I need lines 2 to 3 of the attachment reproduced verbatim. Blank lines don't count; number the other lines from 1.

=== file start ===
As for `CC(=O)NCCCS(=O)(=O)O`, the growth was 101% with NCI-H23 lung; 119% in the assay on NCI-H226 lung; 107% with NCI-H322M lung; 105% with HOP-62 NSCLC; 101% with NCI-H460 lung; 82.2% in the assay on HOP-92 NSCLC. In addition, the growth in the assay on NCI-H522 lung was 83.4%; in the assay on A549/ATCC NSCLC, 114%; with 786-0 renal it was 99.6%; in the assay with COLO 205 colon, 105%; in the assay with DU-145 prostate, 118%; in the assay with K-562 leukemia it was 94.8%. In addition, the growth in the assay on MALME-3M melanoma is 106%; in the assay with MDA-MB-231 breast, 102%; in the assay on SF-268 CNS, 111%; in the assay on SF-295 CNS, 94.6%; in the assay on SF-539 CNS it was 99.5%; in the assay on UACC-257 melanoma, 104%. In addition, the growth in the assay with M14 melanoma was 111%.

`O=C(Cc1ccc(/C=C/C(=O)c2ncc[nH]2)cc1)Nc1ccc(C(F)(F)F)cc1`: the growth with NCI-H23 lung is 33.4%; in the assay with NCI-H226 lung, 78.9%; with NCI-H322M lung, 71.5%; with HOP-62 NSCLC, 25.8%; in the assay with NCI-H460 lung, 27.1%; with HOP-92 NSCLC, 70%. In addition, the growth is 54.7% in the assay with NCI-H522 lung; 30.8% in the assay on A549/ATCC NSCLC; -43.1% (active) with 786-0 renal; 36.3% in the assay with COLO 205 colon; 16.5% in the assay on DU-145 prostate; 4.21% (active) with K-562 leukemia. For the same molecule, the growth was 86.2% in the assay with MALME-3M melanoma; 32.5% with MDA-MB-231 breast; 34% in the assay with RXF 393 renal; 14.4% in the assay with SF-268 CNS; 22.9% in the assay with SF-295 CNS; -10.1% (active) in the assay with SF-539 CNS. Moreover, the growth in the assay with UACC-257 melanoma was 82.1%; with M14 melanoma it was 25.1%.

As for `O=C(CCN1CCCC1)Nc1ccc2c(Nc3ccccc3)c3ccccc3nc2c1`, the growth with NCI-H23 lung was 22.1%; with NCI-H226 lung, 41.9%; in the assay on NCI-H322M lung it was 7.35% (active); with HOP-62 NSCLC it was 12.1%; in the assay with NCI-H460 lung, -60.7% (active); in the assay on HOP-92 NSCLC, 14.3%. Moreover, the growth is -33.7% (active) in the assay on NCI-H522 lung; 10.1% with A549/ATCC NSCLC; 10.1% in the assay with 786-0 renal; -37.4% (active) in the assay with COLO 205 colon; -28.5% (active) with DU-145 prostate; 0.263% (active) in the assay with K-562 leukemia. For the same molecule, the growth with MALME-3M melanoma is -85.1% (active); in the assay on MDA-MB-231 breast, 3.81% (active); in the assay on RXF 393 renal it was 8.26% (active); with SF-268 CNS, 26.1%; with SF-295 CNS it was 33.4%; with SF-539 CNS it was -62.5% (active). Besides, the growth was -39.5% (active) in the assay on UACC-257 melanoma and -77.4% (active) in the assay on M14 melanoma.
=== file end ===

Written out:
`O=C(Cc1ccc(/C=C/C(=O)c2ncc[nH]2)cc1)Nc1ccc(C(F)(F)F)cc1`: the growth with NCI-H23 lung is 33.4%; in the assay with NCI-H226 lung, 78.9%; with NCI-H322M lung, 71.5%; with HOP-62 NSCLC, 25.8%; in the assay with NCI-H460 lung, 27.1%; with HOP-92 NSCLC, 70%. In addition, the growth is 54.7% in the assay with NCI-H522 lung; 30.8% in the assay on A549/ATCC NSCLC; -43.1% (active) with 786-0 renal; 36.3% in the assay with COLO 205 colon; 16.5% in the assay on DU-145 prostate; 4.21% (active) with K-562 leukemia. For the same molecule, the growth was 86.2% in the assay with MALME-3M melanoma; 32.5% with MDA-MB-231 breast; 34% in the assay with RXF 393 renal; 14.4% in the assay with SF-268 CNS; 22.9% in the assay with SF-295 CNS; -10.1% (active) in the assay with SF-539 CNS. Moreover, the growth in the assay with UACC-257 melanoma was 82.1%; with M14 melanoma it was 25.1%.

As for `O=C(CCN1CCCC1)Nc1ccc2c(Nc3ccccc3)c3ccccc3nc2c1`, the growth with NCI-H23 lung was 22.1%; with NCI-H226 lung, 41.9%; in the assay on NCI-H322M lung it was 7.35% (active); with HOP-62 NSCLC it was 12.1%; in the assay with NCI-H460 lung, -60.7% (active); in the assay on HOP-92 NSCLC, 14.3%. Moreover, the growth is -33.7% (active) in the assay on NCI-H522 lung; 10.1% with A549/ATCC NSCLC; 10.1% in the assay with 786-0 renal; -37.4% (active) in the assay with COLO 205 colon; -28.5% (active) with DU-145 prostate; 0.263% (active) in the assay with K-562 leukemia. For the same molecule, the growth with MALME-3M melanoma is -85.1% (active); in the assay on MDA-MB-231 breast, 3.81% (active); in the assay on RXF 393 renal it was 8.26% (active); with SF-268 CNS, 26.1%; with SF-295 CNS it was 33.4%; with SF-539 CNS it was -62.5% (active). Besides, the growth was -39.5% (active) in the assay on UACC-257 melanoma and -77.4% (active) in the assay on M14 melanoma.